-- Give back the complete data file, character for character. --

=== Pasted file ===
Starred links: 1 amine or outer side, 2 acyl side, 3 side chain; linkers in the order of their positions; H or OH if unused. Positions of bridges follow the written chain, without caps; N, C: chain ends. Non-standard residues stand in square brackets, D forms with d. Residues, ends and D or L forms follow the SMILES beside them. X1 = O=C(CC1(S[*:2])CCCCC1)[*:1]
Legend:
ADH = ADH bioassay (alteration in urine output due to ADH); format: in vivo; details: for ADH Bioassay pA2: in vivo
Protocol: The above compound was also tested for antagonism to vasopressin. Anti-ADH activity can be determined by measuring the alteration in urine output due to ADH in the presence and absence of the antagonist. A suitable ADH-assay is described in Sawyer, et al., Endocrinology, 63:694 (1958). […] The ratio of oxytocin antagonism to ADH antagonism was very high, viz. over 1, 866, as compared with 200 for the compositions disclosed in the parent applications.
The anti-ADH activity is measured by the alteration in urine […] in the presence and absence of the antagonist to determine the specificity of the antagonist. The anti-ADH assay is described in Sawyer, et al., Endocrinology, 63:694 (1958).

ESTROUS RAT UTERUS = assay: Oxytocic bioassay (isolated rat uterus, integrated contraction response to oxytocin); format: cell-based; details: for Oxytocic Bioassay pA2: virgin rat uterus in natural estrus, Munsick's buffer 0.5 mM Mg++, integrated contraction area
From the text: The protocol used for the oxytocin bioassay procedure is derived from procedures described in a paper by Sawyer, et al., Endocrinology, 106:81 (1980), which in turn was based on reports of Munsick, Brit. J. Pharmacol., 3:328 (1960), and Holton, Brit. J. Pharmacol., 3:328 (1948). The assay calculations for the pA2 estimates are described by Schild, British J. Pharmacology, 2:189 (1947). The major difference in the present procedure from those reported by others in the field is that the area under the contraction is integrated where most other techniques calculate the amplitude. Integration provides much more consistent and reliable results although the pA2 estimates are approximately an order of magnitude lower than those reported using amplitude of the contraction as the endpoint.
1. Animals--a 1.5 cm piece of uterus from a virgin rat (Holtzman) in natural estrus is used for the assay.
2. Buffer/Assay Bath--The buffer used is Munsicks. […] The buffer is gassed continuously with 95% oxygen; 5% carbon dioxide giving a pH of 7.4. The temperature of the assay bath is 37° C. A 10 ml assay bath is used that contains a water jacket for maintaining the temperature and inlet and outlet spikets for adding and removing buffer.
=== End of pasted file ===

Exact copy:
Starred links: 1 amine or outer side, 2 acyl side, 3 side chain; linkers in the order of their positions; H or OH if unused. Positions of bridges follow the written chain, without caps; N, C: chain ends. Non-standard residues stand in square brackets, D forms with d. Residues, ends and D or L forms follow the SMILES beside them. X1 = O=C(CC1(S[*:2])CCCCC1)[*:1]
Legend:
ADH = ADH bioassay (alteration in urine output due to ADH); format: in vivo; details: for ADH Bioassay pA2: in vivo
Protocol: The above compound was also tested for antagonism to vasopressin. Anti-ADH activity can be determined by measuring the alteration in urine output due to ADH in the presence and absence of the antagonist. A suitable ADH-assay is described in Sawyer, et al., Endocrinology, 63:694 (1958). […] The ratio of oxytocin antagonism to ADH antagonism was very high, viz. over 1, 866, as compared with 200 for the compositions disclosed in the parent applications.
The anti-ADH activity is measured by the alteration in urine […] in the presence and absence of the antagonist to determine the specificity of the antagonist. The anti-ADH assay is described in Sawyer, et al., Endocrinology, 63:694 (1958).

ESTROUS RAT UTERUS = assay: Oxytocic bioassay (isolated rat uterus, integrated contraction response to oxytocin); format: cell-based; details: for Oxytocic Bioassay pA2: virgin rat uterus in natural estrus, Munsick's buffer 0.5 mM Mg++, integrated contraction area
From the text: The protocol used for the oxytocin bioassay procedure is derived from procedures described in a paper by Sawyer, et al., Endocrinology, 106:81 (1980), which in turn was based on reports of Munsick, Brit. J. Pharmacol., 3:328 (1960), and Holton, Brit. J. Pharmacol., 3:328 (1948). The assay calculations for the pA2 estimates are described by Schild, British J. Pharmacology, 2:189 (1947). The major difference in the present procedure from those reported by others in the field is that the area under the contraction is integrated where most other techniques calculate the amplitude. Integration provides much more consistent and reliable results although the pA2 estimates are approximately an order of magnitude lower than those reported using amplitude of the contraction as the endpoint.
1. Animals--a 1.5 cm piece of uterus from a virgin rat (Holtzman) in natural estrus is used for the assay.
2. Buffer/Assay Bath--The buffer used is Munsicks. […] The buffer is gassed continuously with 95% oxygen; 5% carbon dioxide giving a pH of 7.4. The temperature of the assay bath is 37° C. A 10 ml assay bath is used that contains a water jacket for maintaining the temperature and inlet and outlet spikets for adding and removing buffer.